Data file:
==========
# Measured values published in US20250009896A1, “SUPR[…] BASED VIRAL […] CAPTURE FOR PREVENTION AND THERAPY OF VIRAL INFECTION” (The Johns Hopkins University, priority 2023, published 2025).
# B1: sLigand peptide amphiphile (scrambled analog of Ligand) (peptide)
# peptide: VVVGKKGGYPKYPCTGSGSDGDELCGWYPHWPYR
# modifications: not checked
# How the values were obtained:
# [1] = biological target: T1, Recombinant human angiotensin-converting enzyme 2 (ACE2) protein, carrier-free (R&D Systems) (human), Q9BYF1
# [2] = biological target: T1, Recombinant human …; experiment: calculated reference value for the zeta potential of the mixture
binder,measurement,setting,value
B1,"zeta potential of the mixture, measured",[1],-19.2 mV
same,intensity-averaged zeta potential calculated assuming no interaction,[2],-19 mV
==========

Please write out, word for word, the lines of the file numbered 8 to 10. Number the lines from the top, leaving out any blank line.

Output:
binder,measurement,setting,value
B1,"zeta potential of the mixture, measured",[1],-19.2 mV
same,intensity-averaged zeta potential calculated assuming no interaction,[2],-19 mV